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In Belfast, the unveiling of a statue in Dublin to Daniel O'Connell touches off anti-Catholic demonstrations

Ireland, 1857, zoomable map
Following the dedication of a statue to the Catholic politician Daniel O'Connell in Dublin, Protestant crowds in Belfast made a counter-demonstration, burned O'Connell in effigy, and assaulted people in the streets.  These disturbances would erupt into full-scale rioting in Belfast with Protestants attacking Catholics and Catholics responding in kind.  The riots were not brought under control for two weeks and there were multiple deaths and scores of injuries on both sides.  (By John Osborne)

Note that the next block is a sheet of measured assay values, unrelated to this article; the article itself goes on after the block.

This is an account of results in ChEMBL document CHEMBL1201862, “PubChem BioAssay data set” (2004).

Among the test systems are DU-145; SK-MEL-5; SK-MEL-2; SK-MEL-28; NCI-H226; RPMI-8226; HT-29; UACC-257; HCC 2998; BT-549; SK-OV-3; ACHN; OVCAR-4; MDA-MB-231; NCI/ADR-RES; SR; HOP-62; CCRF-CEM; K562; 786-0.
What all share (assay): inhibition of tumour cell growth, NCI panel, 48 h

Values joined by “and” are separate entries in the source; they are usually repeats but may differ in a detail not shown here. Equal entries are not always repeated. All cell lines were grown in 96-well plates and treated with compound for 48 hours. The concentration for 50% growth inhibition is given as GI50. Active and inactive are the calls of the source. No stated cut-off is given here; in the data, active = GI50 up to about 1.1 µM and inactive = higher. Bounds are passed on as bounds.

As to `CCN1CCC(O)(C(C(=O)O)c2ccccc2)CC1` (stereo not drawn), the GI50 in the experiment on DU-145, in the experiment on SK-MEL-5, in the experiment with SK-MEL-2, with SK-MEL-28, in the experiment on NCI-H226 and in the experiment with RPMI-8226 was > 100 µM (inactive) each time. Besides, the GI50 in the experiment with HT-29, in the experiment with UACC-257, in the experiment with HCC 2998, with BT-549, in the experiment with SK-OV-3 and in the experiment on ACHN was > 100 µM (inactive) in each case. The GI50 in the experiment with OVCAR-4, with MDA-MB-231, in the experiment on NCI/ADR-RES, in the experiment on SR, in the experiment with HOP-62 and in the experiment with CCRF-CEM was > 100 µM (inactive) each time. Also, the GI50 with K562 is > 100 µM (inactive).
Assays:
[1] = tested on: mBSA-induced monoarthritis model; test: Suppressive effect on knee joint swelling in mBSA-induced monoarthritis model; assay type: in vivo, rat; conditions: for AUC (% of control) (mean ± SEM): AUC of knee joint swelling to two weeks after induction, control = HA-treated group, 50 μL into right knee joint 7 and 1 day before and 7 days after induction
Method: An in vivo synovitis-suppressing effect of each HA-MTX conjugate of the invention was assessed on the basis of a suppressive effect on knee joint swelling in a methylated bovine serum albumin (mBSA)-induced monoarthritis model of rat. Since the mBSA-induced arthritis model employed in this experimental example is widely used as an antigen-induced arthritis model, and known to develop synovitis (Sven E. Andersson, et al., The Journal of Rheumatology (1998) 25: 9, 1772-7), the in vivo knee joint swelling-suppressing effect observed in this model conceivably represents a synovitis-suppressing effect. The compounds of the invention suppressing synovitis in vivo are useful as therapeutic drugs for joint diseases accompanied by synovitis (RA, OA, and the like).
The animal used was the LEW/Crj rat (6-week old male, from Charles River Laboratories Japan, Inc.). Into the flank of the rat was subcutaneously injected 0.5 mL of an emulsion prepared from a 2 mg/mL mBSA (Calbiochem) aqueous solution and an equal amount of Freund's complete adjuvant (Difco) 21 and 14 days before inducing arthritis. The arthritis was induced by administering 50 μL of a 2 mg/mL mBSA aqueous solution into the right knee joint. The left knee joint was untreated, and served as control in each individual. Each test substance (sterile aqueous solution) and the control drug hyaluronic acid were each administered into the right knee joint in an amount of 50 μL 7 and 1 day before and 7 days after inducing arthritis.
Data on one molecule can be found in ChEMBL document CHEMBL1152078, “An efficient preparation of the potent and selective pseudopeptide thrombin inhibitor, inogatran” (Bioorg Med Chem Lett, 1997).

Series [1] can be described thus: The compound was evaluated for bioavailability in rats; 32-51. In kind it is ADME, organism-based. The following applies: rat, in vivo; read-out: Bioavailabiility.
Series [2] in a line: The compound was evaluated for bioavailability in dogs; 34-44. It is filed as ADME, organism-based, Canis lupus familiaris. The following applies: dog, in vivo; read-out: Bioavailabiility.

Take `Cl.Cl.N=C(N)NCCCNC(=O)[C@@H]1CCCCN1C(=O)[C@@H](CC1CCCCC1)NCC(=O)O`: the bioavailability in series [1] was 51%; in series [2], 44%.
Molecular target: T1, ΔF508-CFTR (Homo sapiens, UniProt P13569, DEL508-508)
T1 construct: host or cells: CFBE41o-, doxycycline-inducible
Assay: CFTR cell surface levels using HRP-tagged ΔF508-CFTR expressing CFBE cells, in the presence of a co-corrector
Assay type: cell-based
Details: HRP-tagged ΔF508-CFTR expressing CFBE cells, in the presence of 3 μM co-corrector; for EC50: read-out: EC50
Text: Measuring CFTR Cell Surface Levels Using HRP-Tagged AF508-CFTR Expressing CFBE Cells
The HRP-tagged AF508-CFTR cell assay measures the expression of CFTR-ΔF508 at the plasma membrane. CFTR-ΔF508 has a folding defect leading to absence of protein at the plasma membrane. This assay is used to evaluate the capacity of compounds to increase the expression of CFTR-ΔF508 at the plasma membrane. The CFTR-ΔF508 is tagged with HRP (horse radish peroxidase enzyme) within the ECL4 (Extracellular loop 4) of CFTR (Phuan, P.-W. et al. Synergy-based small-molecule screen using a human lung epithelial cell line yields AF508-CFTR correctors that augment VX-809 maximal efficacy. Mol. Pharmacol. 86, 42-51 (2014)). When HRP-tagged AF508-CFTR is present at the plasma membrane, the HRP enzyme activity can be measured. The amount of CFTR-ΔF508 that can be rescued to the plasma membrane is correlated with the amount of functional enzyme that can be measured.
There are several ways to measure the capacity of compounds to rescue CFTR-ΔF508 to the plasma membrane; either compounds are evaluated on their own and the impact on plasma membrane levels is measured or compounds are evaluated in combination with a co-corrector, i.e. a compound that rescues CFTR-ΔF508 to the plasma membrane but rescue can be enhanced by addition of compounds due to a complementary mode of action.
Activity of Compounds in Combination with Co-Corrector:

Source Citation: 
Chronicle, The Annual Register or a View of the History and Politics of the Year 1864 (London: F. & J. Rivington, 1865), 118-124.